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Control of intestinal macrophage homeostasis by the gut microbiota

Elizabeth MannPrincipal Investigator

Dr Elizabeth Mann





Our research

The intestinal immune system is highly specialised to maintain the delicate balance between tolerance towards the trillions of harmless bacteria that line the intestine, and active immune responses against disease-causing pathogens.

Macrophages are crucial components of the intestinal immune system that mediate this balance and usually prevent inappropriate immune responses against the microbiota in healthy individuals. The importance of this pathway is highlighted by the damage caused when this process breaks down, leading to inflammatory bowel disease (IBD).

Inflammatory macrophages accumulate in the inflamed intestine in IBD, producing excess amounts of inflammatory mediators that contribute to the tissue damage and pathology that is characteristic of the disease. Our work focuses on how macrophages become specialised in the intestine to prevent harmful immune responses and, in particular, how their specialised function is shaped by the gut microbiota itself.

The mechanisms by which intestinal macrophages normally become conditioned to promote microbial tolerance are unclear, although strong epidemiological evidence linking disruption of the gut microbiota by antibiotic use to IBD indicates an important role for the gut microbiota in modulating intestinal immunity.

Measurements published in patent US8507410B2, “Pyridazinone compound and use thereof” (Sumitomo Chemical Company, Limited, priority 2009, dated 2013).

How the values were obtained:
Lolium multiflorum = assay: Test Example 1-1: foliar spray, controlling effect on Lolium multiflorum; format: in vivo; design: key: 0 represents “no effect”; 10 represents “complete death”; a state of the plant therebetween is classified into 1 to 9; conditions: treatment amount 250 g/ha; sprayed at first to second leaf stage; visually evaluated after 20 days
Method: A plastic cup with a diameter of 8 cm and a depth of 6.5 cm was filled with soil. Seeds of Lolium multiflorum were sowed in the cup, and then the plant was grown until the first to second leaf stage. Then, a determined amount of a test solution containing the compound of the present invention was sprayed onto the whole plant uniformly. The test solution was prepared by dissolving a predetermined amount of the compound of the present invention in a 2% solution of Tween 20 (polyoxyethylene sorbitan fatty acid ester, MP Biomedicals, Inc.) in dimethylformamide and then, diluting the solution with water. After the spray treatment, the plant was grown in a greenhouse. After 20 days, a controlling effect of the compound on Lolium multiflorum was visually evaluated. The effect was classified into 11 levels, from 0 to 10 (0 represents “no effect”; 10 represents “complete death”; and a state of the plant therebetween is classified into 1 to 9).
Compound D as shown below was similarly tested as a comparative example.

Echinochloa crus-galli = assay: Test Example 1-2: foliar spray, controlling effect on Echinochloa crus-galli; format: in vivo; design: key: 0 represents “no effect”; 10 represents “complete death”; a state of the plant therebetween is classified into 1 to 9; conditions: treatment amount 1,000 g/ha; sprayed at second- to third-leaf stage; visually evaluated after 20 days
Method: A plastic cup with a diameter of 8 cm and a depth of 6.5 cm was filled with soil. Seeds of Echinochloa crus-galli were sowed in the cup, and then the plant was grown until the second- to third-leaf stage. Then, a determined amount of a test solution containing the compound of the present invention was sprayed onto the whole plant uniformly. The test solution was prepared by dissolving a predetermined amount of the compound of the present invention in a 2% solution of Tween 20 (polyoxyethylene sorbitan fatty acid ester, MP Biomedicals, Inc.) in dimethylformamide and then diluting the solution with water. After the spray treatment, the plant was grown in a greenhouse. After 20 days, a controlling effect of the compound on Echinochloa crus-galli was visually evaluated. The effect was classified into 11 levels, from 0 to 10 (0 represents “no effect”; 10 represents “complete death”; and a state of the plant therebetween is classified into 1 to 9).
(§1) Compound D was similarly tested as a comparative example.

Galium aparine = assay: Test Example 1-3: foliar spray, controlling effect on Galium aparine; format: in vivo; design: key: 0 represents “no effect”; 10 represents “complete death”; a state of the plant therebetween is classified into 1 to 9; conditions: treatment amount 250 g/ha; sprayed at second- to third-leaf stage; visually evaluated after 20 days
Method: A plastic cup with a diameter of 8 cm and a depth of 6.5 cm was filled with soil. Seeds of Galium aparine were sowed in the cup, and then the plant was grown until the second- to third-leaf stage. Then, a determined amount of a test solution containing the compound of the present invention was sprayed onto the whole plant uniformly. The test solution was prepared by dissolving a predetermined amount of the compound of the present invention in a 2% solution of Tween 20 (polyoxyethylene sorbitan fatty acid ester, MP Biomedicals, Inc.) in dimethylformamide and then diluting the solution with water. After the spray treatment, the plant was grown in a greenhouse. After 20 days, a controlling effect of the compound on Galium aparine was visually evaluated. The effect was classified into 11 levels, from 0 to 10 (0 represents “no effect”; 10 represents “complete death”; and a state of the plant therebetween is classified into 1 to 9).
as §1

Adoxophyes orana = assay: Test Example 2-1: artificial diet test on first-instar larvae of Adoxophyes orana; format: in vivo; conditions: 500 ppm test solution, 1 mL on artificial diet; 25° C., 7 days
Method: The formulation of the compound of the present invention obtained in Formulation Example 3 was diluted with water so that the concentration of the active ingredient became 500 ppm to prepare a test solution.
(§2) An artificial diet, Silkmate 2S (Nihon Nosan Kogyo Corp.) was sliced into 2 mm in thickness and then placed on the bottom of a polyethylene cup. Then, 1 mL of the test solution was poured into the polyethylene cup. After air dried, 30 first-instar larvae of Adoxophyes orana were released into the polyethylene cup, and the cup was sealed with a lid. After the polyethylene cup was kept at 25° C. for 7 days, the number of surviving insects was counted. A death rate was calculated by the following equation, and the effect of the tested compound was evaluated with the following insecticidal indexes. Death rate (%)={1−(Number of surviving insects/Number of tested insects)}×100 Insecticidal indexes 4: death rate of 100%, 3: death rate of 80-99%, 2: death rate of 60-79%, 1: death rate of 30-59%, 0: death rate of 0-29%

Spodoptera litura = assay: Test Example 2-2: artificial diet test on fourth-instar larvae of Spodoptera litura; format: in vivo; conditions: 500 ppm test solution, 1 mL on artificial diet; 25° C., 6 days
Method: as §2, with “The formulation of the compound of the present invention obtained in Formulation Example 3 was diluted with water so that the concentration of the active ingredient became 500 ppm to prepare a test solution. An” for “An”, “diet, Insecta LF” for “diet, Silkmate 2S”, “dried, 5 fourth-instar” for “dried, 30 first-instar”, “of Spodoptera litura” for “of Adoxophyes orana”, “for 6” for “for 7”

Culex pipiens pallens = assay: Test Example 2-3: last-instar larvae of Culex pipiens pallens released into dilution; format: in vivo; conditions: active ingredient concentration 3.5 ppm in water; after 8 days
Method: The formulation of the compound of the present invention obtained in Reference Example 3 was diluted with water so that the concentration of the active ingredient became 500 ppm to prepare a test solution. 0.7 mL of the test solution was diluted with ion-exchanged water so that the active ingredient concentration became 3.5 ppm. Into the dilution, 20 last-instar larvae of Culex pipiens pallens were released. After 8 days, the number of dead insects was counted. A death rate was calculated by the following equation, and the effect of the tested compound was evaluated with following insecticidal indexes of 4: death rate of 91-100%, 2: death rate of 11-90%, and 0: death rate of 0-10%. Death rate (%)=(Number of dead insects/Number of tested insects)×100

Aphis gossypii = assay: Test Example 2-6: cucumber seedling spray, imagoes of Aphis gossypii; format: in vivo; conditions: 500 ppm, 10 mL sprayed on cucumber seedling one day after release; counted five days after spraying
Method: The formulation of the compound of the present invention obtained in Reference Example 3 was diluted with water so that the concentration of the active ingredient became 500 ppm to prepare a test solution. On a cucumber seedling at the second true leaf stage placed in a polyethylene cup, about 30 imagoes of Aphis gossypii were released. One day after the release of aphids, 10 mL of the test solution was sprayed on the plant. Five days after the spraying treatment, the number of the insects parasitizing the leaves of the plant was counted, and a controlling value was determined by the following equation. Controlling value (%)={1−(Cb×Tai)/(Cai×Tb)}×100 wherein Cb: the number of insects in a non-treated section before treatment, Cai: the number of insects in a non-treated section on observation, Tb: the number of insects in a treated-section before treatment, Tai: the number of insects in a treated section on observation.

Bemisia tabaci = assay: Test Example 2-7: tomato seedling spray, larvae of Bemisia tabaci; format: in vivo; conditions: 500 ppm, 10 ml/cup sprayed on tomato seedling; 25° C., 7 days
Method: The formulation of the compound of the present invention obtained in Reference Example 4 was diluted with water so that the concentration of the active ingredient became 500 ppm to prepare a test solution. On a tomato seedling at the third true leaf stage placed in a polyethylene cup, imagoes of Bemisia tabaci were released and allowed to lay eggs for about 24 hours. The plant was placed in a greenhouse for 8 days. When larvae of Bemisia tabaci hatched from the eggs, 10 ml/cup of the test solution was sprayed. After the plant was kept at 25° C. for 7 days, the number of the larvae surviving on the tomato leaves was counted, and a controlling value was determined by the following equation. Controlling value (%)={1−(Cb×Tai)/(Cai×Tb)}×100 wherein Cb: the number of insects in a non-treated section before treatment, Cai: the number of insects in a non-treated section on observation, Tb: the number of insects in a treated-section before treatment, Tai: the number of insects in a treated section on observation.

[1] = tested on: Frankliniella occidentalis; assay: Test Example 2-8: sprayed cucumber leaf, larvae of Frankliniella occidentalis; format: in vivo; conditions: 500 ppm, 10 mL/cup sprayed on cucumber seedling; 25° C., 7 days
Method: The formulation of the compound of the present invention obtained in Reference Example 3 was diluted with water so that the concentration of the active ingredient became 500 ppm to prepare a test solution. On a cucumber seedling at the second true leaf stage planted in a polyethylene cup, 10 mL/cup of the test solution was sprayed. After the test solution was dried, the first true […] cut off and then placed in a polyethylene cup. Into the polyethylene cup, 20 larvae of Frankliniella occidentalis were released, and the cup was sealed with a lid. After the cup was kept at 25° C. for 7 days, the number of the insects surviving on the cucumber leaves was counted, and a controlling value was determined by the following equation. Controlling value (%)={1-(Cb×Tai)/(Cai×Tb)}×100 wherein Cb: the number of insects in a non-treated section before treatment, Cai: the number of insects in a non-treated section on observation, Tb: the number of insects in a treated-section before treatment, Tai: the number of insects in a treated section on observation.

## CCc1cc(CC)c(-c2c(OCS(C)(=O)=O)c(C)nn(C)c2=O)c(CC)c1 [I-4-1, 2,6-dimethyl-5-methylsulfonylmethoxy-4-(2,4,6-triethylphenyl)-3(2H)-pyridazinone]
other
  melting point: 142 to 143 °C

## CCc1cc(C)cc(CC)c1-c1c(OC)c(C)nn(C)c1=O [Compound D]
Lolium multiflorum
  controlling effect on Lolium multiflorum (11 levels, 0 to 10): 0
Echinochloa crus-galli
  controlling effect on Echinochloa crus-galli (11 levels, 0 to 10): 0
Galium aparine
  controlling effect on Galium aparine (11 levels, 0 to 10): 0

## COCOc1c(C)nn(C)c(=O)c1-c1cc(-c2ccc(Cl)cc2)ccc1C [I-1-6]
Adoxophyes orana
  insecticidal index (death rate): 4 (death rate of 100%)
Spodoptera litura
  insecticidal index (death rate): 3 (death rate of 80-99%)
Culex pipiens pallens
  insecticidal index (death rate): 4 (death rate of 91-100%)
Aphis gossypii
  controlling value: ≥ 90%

The aims of the lab are to unravel the cellular and molecular pathways by which the gut microbiota controls macrophage function, not only in the intestine but also systemically and at other antigen-rich mucosal sites such as the lung. In particular, we are focusing on antibiotic use to disrupt the intestinal microbiota, which has profound effects on macrophage-mediated control of adaptive immunity, susceptibility to infections and composition of bacterial communities in the intestine.

Another focus of the lab is to investigate the critical windows of development during which macrophage function is shaped by the microbiota and narrowing down bacterial groups, microbiota-associated products and pathways that are involved in this process.

We therefore hope to build a detailed understanding of how intestinal macrophages keep intestinal inflammation under control, to highlight critical pathways that can be targeted to prevent inflammatory disease.


Example Intestinal macrophages